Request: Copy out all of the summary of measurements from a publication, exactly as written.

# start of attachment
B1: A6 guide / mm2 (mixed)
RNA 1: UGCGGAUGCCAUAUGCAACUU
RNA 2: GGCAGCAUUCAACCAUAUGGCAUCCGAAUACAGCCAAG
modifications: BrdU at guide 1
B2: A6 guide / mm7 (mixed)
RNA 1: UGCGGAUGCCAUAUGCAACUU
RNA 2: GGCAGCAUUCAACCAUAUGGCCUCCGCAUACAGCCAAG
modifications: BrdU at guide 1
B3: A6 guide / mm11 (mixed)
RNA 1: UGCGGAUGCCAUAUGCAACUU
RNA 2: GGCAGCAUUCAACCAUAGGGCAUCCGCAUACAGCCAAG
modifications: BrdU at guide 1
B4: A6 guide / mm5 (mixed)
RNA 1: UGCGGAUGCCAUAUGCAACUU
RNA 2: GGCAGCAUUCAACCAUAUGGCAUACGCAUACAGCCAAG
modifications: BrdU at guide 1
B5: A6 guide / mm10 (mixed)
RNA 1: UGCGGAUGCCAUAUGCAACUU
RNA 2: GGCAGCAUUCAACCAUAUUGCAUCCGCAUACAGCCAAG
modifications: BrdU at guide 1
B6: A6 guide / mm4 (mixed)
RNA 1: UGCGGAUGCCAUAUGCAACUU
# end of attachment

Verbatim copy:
B1: A6 guide / mm2 (mixed)
RNA 1: UGCGGAUGCCAUAUGCAACUU
RNA 2: GGCAGCAUUCAACCAUAUGGCAUCCGAAUACAGCCAAG
modifications: BrdU at guide 1
B2: A6 guide / mm7 (mixed)
RNA 1: UGCGGAUGCCAUAUGCAACUU
RNA 2: GGCAGCAUUCAACCAUAUGGCCUCCGCAUACAGCCAAG
modifications: BrdU at guide 1
B3: A6 guide / mm11 (mixed)
RNA 1: UGCGGAUGCCAUAUGCAACUU
RNA 2: GGCAGCAUUCAACCAUAGGGCAUCCGCAUACAGCCAAG
modifications: BrdU at guide 1
B4: A6 guide / mm5 (mixed)
RNA 1: UGCGGAUGCCAUAUGCAACUU
RNA 2: GGCAGCAUUCAACCAUAUGGCAUACGCAUACAGCCAAG
modifications: BrdU at guide 1
B5: A6 guide / mm10 (mixed)
RNA 1: UGCGGAUGCCAUAUGCAACUU
RNA 2: GGCAGCAUUCAACCAUAUUGCAUCCGCAUACAGCCAAG
modifications: BrdU at guide 1
B6: A6 guide / mm4 (mixed)
RNA 1: UGCGGAUGCCAUAUGCAACUU